Harvard Bioscience, Inc. (NASDAQ:HBIO) was in 8 hedge funds’ portfolio at the end of March. HBIO shareholders have witnessed an increase in activity from the world’s largest hedge funds in recent months. There were 5 hedge funds in our database with HBIO positions at the end of the previous quarter.
To the average investor, there are a multitude of gauges investors can use to monitor publicly traded companies. Some of the best are hedge fund and insider trading activity. At Insider Monkey, our studies have shown that, historically, those who follow the best picks of the top fund managers can beat the S&P 500 by a very impressive margin (see just how much).
Just as integral, optimistic insider trading activity is another way to break down the investments you’re interested in. Just as you’d expect, there are a number of motivations for a bullish insider to sell shares of his or her company, but just one, very clear reason why they would behave bullishly. Several empirical studies have demonstrated the market-beating potential of this strategy if investors know what to do (learn more here).
With these “truths” under our belt, we’re going to take a glance at the latest action encompassing Harvard Bioscience, Inc. (NASDAQ:HBIO).
What have hedge funds been doing with Harvard Bioscience, Inc. (NASDAQ:HBIO)?
At the end of the first quarter, a total of 8 of the hedge funds we track were long in this stock, a change of 60% from the first quarter. With hedge funds’ sentiment swirling, there exists an “upper tier” of notable hedge fund managers who were upping their holdings considerably.
Of the funds we track, Central Square Management, managed by Kelly Cardwell, holds the most valuable position in Harvard Bioscience, Inc. (NASDAQ:HBIO). Central Square Management has a $6.7 million position in the stock, comprising 6.1% of its 13F portfolio. Sitting at the No. 2 spot is Chuck Royce of Royce & Associates, with a $4.3 million position; the fund has less than 0.1%% of its 13F portfolio invested in the stock. Other peers that are bullish include Jim Simons’s Renaissance Technologies, Israel Englander’s Millennium Management and D. E. Shaw’s D E Shaw.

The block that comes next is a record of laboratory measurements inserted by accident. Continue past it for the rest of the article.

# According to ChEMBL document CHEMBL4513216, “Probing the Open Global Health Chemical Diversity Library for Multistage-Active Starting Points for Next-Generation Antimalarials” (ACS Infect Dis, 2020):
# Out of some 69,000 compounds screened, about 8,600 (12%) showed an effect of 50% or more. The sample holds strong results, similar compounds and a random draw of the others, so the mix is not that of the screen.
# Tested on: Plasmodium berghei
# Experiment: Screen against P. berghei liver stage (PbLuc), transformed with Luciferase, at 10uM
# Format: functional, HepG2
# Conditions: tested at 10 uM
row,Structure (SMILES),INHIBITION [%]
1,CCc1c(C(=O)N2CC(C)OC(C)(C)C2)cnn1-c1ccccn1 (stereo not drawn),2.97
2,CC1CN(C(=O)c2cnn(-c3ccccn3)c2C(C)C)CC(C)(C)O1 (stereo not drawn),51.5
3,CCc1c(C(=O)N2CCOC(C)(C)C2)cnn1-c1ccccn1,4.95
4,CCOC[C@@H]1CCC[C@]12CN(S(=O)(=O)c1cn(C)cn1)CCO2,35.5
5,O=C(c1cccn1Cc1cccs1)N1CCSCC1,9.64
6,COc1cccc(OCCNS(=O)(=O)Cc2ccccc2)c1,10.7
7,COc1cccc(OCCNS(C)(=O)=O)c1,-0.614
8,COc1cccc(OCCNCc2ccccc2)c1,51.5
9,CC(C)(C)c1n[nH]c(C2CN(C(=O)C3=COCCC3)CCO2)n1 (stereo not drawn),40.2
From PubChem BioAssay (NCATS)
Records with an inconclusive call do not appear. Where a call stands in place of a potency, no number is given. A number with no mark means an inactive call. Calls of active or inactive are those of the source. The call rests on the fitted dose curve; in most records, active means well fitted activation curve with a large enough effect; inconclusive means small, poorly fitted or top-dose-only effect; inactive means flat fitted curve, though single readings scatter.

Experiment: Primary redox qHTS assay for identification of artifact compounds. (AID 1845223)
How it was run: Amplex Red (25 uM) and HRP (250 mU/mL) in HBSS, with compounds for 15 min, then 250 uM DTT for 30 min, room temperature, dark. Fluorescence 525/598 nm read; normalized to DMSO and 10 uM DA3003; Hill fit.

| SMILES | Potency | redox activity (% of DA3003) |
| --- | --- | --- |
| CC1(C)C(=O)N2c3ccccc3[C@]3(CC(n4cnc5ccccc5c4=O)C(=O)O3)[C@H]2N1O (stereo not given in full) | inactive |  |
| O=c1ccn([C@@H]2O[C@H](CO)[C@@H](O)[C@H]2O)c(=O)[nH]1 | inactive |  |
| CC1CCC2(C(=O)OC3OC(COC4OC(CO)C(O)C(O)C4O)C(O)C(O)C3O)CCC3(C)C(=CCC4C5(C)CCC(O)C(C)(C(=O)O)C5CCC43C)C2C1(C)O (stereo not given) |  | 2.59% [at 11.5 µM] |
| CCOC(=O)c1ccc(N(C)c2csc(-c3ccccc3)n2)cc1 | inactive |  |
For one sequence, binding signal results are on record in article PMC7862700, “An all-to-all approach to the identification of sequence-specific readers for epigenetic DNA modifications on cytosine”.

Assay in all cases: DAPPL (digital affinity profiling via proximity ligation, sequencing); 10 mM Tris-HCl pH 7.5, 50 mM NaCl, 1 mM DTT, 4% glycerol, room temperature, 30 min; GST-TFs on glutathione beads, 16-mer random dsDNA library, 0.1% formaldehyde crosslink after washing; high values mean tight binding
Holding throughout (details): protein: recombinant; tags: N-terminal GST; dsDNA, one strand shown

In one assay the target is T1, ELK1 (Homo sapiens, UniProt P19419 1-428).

As aggregate interest increased, some big names were leading the bulls’ herd. Royce & Associates, managed by Chuck Royce, initiated the most outsized position in Harvard Bioscience, Inc. (NASDAQ:HBIO). Royce & Associates had 4.3 million invested in the company at the end of the quarter. Israel Englander’s Millennium Management also made a $0.8 million investment in the stock during the quarter. The other funds with brand new HBIO positions are Ken Griffin’s Citadel Investment Group and Mike Vranos’s Ellington.
Insider trading activity in Harvard Bioscience, Inc. (NASDAQ:HBIO)
Bullish insider trading is particularly usable when the company we’re looking at has seen transactions within the past half-year. Over the latest half-year time frame, Harvard Bioscience, Inc. (NASDAQ:HBIO) has experienced zero unique insiders buying, and 1 insider sales (see the details of insider trades here).
Let’s go over hedge fund and insider activity in other stocks similar to Harvard Bioscience, Inc. (NASDAQ:HBIO). These stocks are Derma Sciences Inc (NASDAQ:DSCI), Utah Medical Products, Inc. (NASDAQ:UTMD), Rochester Medical Corporation (NASDAQ:ROCM), Mesa Laboratories, Inc. (NASDAQ:MLAB), and AtriCure Inc. (NASDAQ:ATRC). This group of stocks are the members of the medical instruments & supplies industry and their market caps match HBIO’s market cap.